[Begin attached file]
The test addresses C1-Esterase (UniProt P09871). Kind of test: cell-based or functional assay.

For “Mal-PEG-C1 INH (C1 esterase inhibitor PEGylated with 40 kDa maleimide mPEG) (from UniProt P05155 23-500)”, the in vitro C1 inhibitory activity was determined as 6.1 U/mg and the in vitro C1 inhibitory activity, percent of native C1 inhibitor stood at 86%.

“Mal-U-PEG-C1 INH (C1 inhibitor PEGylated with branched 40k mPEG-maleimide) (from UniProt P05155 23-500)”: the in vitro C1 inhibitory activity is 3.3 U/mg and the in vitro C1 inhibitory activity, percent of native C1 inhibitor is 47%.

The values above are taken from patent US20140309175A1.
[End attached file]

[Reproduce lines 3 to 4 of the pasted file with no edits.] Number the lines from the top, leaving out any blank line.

“Mal-U-PEG-C1 INH (C1 inhibitor PEGylated with branched 40k mPEG-maleimide) (from UniProt P05155 23-500)”: the in vitro C1 inhibitory activity is 3.3 U/mg and the in vitro C1 inhibitory activity, percent of native C1 inhibitor is 47%.

The values above are taken from patent US20140309175A1.